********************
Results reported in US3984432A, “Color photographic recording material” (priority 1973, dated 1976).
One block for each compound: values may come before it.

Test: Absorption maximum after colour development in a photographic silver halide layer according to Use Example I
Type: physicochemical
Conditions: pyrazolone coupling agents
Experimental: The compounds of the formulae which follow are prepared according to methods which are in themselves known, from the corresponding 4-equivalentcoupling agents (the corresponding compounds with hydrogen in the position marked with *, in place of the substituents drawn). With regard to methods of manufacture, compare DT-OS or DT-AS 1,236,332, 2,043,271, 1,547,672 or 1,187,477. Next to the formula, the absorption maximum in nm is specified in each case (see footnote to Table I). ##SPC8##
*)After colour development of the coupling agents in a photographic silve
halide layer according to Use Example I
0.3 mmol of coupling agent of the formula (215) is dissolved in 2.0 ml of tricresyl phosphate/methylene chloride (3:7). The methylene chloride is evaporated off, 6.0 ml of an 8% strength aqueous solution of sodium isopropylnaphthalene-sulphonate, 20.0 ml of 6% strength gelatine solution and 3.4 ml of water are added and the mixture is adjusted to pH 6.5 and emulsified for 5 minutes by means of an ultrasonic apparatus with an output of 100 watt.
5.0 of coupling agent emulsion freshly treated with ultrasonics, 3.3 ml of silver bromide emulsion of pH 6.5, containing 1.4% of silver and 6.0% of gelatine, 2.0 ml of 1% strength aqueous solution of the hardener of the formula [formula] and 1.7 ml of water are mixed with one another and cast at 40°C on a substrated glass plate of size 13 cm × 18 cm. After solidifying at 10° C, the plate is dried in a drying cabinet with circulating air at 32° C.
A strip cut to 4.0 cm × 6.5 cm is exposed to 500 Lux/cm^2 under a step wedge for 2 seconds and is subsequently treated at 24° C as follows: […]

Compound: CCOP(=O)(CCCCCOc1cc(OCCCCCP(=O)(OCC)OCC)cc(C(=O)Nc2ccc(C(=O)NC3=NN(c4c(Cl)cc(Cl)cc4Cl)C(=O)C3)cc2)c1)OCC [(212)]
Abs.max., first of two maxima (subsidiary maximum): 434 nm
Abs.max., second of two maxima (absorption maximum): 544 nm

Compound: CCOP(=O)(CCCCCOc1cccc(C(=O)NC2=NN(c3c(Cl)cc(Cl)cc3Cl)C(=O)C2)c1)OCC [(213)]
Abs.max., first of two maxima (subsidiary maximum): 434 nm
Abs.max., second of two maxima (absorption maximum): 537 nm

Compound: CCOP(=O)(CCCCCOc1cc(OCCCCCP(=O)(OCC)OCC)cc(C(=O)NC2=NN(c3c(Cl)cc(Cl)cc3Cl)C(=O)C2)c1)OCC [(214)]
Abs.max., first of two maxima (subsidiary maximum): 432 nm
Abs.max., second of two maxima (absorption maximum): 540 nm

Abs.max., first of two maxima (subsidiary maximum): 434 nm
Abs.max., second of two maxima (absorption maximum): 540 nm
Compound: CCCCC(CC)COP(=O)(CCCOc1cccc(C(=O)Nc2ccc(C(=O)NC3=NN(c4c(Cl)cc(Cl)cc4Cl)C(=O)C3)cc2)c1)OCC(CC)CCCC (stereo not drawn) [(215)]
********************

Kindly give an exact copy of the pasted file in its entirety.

Results reported in US3984432A, “Color photographic recording material” (priority 1973, dated 1976).
One block for each compound: values may come before it.

Test: Absorption maximum after colour development in a photographic silver halide layer according to Use Example I
Type: physicochemical
Conditions: pyrazolone coupling agents
Experimental: The compounds of the formulae which follow are prepared according to methods which are in themselves known, from the corresponding 4-equivalentcoupling agents (the corresponding compounds with hydrogen in the position marked with *, in place of the substituents drawn). With regard to methods of manufacture, compare DT-OS or DT-AS 1,236,332, 2,043,271, 1,547,672 or 1,187,477. Next to the formula, the absorption maximum in nm is specified in each case (see footnote to Table I). ##SPC8##
*)After colour development of the coupling agents in a photographic silve
halide layer according to Use Example I
0.3 mmol of coupling agent of the formula (215) is dissolved in 2.0 ml of tricresyl phosphate/methylene chloride (3:7). The methylene chloride is evaporated off, 6.0 ml of an 8% strength aqueous solution of sodium isopropylnaphthalene-sulphonate, 20.0 ml of 6% strength gelatine solution and 3.4 ml of water are added and the mixture is adjusted to pH 6.5 and emulsified for 5 minutes by means of an ultrasonic apparatus with an output of 100 watt.
5.0 of coupling agent emulsion freshly treated with ultrasonics, 3.3 ml of silver bromide emulsion of pH 6.5, containing 1.4% of silver and 6.0% of gelatine, 2.0 ml of 1% strength aqueous solution of the hardener of the formula [formula] and 1.7 ml of water are mixed with one another and cast at 40°C on a substrated glass plate of size 13 cm × 18 cm. After solidifying at 10° C, the plate is dried in a drying cabinet with circulating air at 32° C.
A strip cut to 4.0 cm × 6.5 cm is exposed to 500 Lux/cm^2 under a step wedge for 2 seconds and is subsequently treated at 24° C as follows: […]

Compound: CCOP(=O)(CCCCCOc1cc(OCCCCCP(=O)(OCC)OCC)cc(C(=O)Nc2ccc(C(=O)NC3=NN(c4c(Cl)cc(Cl)cc4Cl)C(=O)C3)cc2)c1)OCC [(212)]
Abs.max., first of two maxima (subsidiary maximum): 434 nm
Abs.max., second of two maxima (absorption maximum): 544 nm

Compound: CCOP(=O)(CCCCCOc1cccc(C(=O)NC2=NN(c3c(Cl)cc(Cl)cc3Cl)C(=O)C2)c1)OCC [(213)]
Abs.max., first of two maxima (subsidiary maximum): 434 nm
Abs.max., second of two maxima (absorption maximum): 537 nm

Compound: CCOP(=O)(CCCCCOc1cc(OCCCCCP(=O)(OCC)OCC)cc(C(=O)NC2=NN(c3c(Cl)cc(Cl)cc3Cl)C(=O)C2)c1)OCC [(214)]
Abs.max., first of two maxima (subsidiary maximum): 432 nm
Abs.max., second of two maxima (absorption maximum): 540 nm

Abs.max., first of two maxima (subsidiary maximum): 434 nm
Abs.max., second of two maxima (absorption maximum): 540 nm
Compound: CCCCC(CC)COP(=O)(CCCOc1cccc(C(=O)Nc2ccc(C(=O)NC3=NN(c4c(Cl)cc(Cl)cc4Cl)C(=O)C3)cc2)c1)OCC(CC)CCCC (stereo not drawn) [(215)]